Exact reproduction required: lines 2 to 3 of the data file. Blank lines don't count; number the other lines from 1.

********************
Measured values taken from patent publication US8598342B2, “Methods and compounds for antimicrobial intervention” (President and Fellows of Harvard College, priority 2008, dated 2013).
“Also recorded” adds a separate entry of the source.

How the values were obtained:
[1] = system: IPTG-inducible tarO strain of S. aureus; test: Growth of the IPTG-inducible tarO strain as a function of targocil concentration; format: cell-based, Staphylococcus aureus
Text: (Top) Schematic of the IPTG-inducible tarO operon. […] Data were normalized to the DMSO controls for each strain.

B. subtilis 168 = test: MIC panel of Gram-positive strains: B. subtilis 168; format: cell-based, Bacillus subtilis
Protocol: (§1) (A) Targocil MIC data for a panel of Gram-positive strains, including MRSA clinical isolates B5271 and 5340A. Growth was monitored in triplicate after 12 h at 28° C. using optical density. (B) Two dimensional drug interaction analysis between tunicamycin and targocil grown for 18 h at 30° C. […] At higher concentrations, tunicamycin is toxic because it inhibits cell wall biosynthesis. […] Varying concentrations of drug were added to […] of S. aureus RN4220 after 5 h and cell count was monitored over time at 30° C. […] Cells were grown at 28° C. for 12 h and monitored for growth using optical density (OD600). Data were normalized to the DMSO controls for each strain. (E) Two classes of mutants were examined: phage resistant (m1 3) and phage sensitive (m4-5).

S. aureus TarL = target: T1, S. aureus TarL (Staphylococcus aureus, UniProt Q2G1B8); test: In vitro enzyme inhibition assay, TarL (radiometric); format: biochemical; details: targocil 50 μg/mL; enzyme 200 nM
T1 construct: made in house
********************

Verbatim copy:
“Also recorded” adds a separate entry of the source.

How the values were obtained: